2. WYK Catholic kings <ul><li>Cristopher Colombus went to the Catholic kings to ask for money for his trip to asia </li></ul>
3. Isabel, daughter of John II of Castile and Isabel of Portugal, and Fernando, son of John II of Aragon and Juana Enriquez, were married in Valladolid on October 19, 1469, including strong opposition to it. Elizabeth inherited the throne of Castile in 1474 after the death of his brother Henry IV, self-proclaimed queen, and there was a succession dispute between her and Joan, daughter of Henry IV, which they said was the daughter of D. Beltran de la Cueva, not the king, the conflict continued after the coronation, since Alfonso V of Portugal, wife of John, launched an offensive in support of this offensive that took place in the battles of Bull and Albuera after which Isabel, whi+ch came out on top, was recognized by the Courts of Queen Madrigal. Meanwhile Fernando was named heir to the death of his brother Carlos. In 1468 he received the throne of Sicily and the death of his father in 1479, the Crown of Aragon. Participated in the struggles for his wife Elizabeth and thereafter there was a dynastic union of Aragon and Castile and the beginning of the joint reign, following agreements were signed in 1475 in Concord of Segovia by both monarchs maintained their equality with regard to Justice, currency and issue of privilege, but reserved loyalty Elizabeth Castle and the holders of Treasury issues.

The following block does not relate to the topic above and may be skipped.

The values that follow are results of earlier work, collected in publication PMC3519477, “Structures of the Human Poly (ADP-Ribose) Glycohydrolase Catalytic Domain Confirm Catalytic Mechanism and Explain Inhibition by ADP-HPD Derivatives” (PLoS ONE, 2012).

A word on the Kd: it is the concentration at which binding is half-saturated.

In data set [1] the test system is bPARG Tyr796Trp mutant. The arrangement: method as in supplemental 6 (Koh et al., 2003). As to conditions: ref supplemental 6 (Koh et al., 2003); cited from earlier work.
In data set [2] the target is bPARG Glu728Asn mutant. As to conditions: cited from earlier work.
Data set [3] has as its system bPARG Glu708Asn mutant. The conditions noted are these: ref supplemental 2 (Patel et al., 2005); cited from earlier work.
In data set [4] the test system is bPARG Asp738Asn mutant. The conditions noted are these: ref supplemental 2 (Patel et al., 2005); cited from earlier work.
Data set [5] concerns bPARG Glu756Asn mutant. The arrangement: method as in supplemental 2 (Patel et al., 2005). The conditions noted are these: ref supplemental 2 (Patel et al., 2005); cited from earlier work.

4. Isabella I was born on April 22, 1451 in the town of Madrigal de las Altas Torres. She died on November 26, 1504 in the castle of La Mota. She is often referred to as &quot;La Católica&quot; (the Catholic) a &quot;title&quot; given to her by the Spanish Pope, Alexander VI. This is a title that the Kings and Queens of Spain still retain. She was the daughter of John II, King of Castile and his second wife, Isabella of Portugal
5. Reyes Católicos&quot; is literally &quot;Catholic Kings &quot; rather than &quot;Monarchs&quot;, and is sometimes so rendered in English; but in Spanish it is usual for the masculine plural to be used in an essentially gender-indifferent way, so for example it is usual in Spanish to call the children of a person or couple &quot;hijos&quot;, literally sons, regardless of actual gender .